payloads. Then you are sailing along with full sail up, a big gust
hits and you fly a hull. Ease one sail and the other mast breaks. I
would prefer to cant both masts to leeward 10 degrees, keep the weight
low in the windward hull and have a chance of self righting from 80
degrees, or more realistically, not be able to capsize this far.
>
>
> regards,
>
> Rob
>
>
> Oops.
>
> There is an error in my calculation.
>
> The weight of each mast is not 1/((2^.5) * (2^.5)) as shown below. It
> should be 1/((2^.25) * (2^.25)). This is because the luff is being
> reduced by 2^.5, which means that the reduction in weight is square
> root (2^.5) = 2^.25.
>
> So with the schooner sail the weight of the luff portion of the
> mast is now 1 / ((2^.25) * (2^.25)) = 1/2^.5 = .707. And for two
> masts it would be 2*.707 = 1.415.
>
> However the force on each mast is still 1/2 of the force on a unarig,
> so we can still reduce (I think) the diameter of each mast by 1/2^.5.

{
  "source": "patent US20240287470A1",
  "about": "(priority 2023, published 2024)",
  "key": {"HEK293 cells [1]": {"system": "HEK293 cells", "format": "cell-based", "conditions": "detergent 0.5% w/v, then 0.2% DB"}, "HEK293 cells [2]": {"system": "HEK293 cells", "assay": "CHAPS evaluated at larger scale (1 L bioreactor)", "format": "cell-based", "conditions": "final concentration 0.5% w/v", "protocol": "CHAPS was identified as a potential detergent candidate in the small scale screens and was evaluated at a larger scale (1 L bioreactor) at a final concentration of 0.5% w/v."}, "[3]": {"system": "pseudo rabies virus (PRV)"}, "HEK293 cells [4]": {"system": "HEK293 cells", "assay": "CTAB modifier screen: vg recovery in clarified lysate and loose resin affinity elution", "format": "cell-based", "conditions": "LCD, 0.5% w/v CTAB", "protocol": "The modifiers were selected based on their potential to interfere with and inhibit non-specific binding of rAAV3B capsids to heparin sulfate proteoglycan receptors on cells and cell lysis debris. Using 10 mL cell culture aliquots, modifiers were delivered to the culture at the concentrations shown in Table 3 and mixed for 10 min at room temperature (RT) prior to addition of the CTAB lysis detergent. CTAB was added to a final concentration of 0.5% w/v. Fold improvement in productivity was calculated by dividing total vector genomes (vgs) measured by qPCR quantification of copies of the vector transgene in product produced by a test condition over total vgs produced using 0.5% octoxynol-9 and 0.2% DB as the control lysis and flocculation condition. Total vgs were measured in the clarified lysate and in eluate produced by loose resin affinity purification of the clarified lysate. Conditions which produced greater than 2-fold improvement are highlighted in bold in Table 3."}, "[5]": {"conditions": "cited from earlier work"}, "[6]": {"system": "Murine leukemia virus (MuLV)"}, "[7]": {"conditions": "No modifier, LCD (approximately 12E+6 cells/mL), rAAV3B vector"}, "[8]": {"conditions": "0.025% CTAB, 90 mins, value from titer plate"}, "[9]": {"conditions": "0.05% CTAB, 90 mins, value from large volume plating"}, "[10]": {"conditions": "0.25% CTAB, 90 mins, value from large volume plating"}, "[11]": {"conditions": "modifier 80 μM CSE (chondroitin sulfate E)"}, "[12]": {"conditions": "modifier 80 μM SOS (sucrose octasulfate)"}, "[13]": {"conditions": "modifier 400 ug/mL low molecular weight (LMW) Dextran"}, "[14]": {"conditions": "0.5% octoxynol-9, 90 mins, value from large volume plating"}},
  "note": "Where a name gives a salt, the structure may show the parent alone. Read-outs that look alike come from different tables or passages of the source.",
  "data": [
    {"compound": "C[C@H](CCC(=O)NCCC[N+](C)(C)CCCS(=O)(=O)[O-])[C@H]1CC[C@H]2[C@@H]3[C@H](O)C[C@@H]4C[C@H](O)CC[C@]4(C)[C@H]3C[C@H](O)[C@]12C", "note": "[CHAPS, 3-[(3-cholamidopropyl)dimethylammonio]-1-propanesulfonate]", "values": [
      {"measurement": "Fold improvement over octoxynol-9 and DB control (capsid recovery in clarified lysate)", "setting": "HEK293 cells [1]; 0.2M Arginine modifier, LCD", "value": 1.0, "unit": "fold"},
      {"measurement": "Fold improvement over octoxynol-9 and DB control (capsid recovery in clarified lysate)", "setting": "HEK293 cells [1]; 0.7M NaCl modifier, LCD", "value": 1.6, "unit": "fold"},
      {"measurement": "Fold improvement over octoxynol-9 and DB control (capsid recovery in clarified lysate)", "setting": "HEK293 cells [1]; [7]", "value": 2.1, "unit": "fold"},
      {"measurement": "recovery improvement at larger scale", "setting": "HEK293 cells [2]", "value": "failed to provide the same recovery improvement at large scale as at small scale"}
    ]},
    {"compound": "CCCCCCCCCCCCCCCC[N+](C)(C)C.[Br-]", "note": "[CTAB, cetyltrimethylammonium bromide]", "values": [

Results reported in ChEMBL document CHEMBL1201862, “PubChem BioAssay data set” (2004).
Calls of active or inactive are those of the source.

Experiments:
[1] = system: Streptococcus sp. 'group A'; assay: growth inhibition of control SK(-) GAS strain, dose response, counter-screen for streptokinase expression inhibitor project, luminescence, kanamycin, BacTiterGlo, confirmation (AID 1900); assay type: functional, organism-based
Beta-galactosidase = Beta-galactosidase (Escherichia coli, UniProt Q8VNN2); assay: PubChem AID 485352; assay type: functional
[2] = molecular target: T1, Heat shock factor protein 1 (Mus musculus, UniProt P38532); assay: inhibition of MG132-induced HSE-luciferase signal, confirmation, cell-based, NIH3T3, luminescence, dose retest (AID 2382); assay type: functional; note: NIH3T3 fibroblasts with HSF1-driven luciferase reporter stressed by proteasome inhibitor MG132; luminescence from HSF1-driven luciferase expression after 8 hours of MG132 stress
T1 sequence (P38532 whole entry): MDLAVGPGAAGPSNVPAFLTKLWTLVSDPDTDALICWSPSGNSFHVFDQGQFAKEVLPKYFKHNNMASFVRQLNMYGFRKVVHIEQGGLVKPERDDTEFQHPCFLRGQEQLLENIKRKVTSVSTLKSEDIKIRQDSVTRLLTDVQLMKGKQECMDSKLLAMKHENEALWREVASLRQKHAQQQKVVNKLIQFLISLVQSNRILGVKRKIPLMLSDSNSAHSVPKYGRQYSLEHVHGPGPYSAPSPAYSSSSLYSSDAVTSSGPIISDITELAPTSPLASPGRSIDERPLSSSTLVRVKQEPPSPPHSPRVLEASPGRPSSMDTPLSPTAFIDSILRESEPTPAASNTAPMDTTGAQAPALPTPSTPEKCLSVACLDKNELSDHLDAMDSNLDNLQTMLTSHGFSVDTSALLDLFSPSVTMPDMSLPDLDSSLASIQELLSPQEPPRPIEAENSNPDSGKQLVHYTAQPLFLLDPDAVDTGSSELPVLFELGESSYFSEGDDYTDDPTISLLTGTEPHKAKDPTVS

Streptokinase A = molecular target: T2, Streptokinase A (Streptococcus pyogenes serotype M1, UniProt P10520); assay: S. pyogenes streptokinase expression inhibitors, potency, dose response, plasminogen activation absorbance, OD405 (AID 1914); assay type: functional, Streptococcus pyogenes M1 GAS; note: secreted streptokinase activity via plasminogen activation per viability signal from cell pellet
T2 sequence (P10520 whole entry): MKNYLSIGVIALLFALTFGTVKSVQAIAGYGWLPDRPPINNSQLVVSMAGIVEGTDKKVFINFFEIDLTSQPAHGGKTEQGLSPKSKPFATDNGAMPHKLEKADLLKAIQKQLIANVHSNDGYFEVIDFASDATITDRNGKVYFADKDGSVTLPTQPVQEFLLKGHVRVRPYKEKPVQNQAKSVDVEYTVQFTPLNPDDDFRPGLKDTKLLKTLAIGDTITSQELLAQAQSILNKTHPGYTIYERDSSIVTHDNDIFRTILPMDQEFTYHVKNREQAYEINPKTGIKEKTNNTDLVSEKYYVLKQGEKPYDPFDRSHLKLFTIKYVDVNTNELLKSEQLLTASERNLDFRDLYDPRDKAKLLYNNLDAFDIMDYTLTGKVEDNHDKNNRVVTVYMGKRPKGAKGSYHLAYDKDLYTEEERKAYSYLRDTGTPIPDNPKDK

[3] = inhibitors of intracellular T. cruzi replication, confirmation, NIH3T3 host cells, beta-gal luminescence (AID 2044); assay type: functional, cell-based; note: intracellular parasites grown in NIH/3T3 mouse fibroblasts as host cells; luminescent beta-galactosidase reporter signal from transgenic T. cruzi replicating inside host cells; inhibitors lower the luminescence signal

> This gives the total weight as 2/(2^.5)(2^.5) = 1.
>
> Hopefully this is a bit closer to the truth.
>
> Also, I was looking at the same angle of deflection - not the distance
> of deflection, on the assumption that what was relevant was the angle
> at the top of the mast. The link quoted gives that the angle is
> proportional to the square of length and radius, whereas distance of
> deflection is proportional to the cube. Should we be concerned here
> with angle or distance of deflection?
>
> One other point, on a cruising boat after a drama with 1 sail up and
> one down, do we really want to have 1 mast pointing up or 2 masts
> pointing down? If the former, perhaps the breaking strenght of one
> mast should be less than the weight of the boat.
>
> Best regards
> Herb
>
> --- In harryproa@yahoogroups.com.au, "Rob Denney" <proa@> wrote:
> >
> > G'day,
> >
> >
> >
> >
> > Rob I don't mind the schooner rig, in fact on a big boat where a
> mainsheet winch is required, and if the fore boom of an Easy rig is
> too high to easily reach, they have a lot going for them. Horses for
> courses.
> >
> > Herb The angle of deflection of a circular thin wall beam is
> proportional